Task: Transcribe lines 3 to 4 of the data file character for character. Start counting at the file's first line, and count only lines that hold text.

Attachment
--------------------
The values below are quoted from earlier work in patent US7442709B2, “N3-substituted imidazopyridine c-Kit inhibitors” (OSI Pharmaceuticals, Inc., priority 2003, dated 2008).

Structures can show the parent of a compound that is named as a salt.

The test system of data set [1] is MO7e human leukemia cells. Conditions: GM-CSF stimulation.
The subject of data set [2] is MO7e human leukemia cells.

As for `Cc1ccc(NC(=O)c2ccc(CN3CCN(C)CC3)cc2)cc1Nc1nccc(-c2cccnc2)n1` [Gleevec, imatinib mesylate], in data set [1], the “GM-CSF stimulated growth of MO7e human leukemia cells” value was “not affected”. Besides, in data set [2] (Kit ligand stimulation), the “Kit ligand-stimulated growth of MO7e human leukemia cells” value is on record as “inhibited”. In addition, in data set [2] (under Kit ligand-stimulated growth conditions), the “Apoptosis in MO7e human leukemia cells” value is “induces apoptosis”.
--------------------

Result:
The test system of data set [1] is MO7e human leukemia cells. Conditions: GM-CSF stimulation.
The subject of data set [2] is MO7e human leukemia cells.